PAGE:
|Stone County Sheriff Richard Hill|
More flack for authorities in Stone County regarding a deputy accused of using excessive force when making arrests.
The Chronicle has reported on the July 4th arrest of Seth Fagan, 20, of Reeds Spring, since the incident was filed in state court. Now Fagan's attorney Brandon Potter, who filed the suit last week in federal court in Kansas City, says Deputy Brandon Flack assaulted his client.
Potter, of Whiteaker and Wilson of Springfield, also represents Robin Miller and his wife who have filed a similar suit against Flack, Stone County Sheriff Richard Hill and Stone County in federal court in Springfield.
Crane alderwoman Jessica White has also retained the law firm in relation to her arrest in May for assault of a law enforcement officer. Flack and Deputy Taylor Jenkins arrested White, her husband and father-in-law following a traffic stop on the White's property in which her cousin was arrested.
According to the complaint, Flack arrested Fagan after he was dispatched to the Y Bridge in Galena for a fight in progress about 10:27 p.m. following the fireworks celebration in Galena on the fourth of July.
"Seth was failing to listen to my commands to stay seated while I was speaking with Central Dispatch. After approximately three time of asking Seth to sit down he opened his flip phone and snapped it in half holding both section of the phone in opposite hands. He then brought back both hands to approximately shoulder height and threw both sections of the cell phone striking both of my legs."
Flack says Fagan, 20, of Reeds Spring, resisted arrest twice by "using his weight against mine to pull me around."
Potter says Fagan, who was charged with minor in possession and resisting arrest, both misdemeanors, suffered "a broken nose and numerous cuts and bruises" when he was arrested by Flack.
In the federal filing, Fagan says he was sitting on a guardrail near a bridge, texting on his cell phone for a ride home when Flack told him to get off his phone and drop it to the ground. Fagan says he dropped his phone and Flack stepped on it, breaking the phone. Fagan asked Flack why he had broken the phone and Flack arrested Fagan, placing him in handcuffs, the complaint reads. Fagan claims as Flack led him down a hill he pushed him down, causing him to roll down the hill.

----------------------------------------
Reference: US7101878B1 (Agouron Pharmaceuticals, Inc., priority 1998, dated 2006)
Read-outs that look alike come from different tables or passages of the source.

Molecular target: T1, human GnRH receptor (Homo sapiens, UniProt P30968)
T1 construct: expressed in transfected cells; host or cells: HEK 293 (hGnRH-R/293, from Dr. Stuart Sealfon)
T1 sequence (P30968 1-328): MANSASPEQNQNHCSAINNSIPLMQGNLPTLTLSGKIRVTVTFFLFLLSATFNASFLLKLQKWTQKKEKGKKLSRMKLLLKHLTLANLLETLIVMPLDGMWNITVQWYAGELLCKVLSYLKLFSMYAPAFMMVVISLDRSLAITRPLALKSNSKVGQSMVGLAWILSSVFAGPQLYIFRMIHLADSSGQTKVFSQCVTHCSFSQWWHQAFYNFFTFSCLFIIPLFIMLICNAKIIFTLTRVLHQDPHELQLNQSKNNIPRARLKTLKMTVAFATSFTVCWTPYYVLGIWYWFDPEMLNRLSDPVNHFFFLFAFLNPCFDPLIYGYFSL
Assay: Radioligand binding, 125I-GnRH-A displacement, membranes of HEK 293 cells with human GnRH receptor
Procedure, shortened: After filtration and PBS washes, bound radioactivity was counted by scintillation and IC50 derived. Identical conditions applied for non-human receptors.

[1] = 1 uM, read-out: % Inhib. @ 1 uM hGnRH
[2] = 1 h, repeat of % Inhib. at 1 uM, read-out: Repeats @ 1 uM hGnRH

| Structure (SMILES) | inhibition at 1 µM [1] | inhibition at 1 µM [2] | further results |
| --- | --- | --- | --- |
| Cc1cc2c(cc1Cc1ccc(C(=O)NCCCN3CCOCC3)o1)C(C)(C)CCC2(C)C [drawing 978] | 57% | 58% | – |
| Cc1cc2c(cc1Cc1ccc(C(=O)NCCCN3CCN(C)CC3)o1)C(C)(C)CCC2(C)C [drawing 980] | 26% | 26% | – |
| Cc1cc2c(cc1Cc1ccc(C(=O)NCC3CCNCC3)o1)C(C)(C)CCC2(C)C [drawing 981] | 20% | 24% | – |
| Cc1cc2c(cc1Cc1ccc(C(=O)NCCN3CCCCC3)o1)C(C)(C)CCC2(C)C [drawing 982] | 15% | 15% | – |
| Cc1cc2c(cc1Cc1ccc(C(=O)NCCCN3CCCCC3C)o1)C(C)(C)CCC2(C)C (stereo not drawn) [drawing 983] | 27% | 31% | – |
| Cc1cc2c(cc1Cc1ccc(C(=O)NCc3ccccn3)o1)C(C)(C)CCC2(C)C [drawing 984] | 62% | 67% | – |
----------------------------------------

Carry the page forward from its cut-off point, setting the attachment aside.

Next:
The complaint goes on to state “Flack held Fagan down by placing his knee on Fagan’s throat, causing him not to be able to breathe until he passed out.” It also states "that just before another officer arrived at the scene Deputy Flack let Fagan up hitting Fagan in the nose with his elbow."
|Attorney Brandon C. Potter|
The complaint mentions prior incidents alleging excessive force used by Flack while he was employed by the Branson West police department, as does the other suit, filed by the Miller's of Reeds Spring. The filing also notes that a witness told an investigator with the public defender's office that he was "disturbed" by the amount of force Flack used to arrest Charles Taulbee. Taulbee was charged with resisting arrest in July of 2011 by prosecutor Matt Selby, however, those charges were eventually dropped.
Included in the federal filing is a memo filed by supervisors of Flack's when he was employed by the Branson West Police Department. It said officials “have had several conversations with Officer Flack about his demeanor in dealing with people on the street. Officer Flack has been overbearing and forceful with people when it is not called for.”
It states officials in the Branson West department had received information that Flack was been responding to calls for which he was not dispatched.
It goes on to describe an incident in November of 2009, in which Flack reportedly continued to a call in Kimberling City after he was instructed not to. It says other officers heard the call to discontinue and called him [Flack] in an attempt to get him to discontinue. “Officer Flack still responded,” the memo states. “On scene, he became very forceful with the victim. This was reported to me from the Kimberling City (Police Department).”
The memo states officials confronted Flack the next day. “I advised him that his demeanor in talking and handling people has to change,” the memo reads. “We had already had several conversations about this...I advised Officer Flack that this behavior will not be tolerated.”
The complaint references other situations alleging Flack's, who has been employed by the county since April of 2010, use of excessive force is common. It also states, “there exists a significantly disproportionate number of citizens charged with resisting arrest which have included the use of force/unnecessary force when compared to other Stone County officers.”
Hill and the county are named in the suit because it alleges that Hill has not properly trained Flack and "Sheriff Hill has never reprimanded Flack, suspended Flack, or terminated Flack for his actions." It goes on to state, "Sheriff Hill has himself or allowed other policy makers to train officers to use an amount of force to purposely create fear in Stone County citizens of Stone County deputies."
It also alleges that authorities in Stone County did nothing when they were informed of an alleged domestic assault situation involving "his spouse/girlfriend that was reported to Stone County by Taney County law enforcement."
In response to White's claim and a video posted on the Internet by White's former attorney Dale Wiley claiming police brutality in the White's arrests, Flack and Jenkins, filed a defamation lawsuit against White, Wiley and et. al (others) in Greene County.
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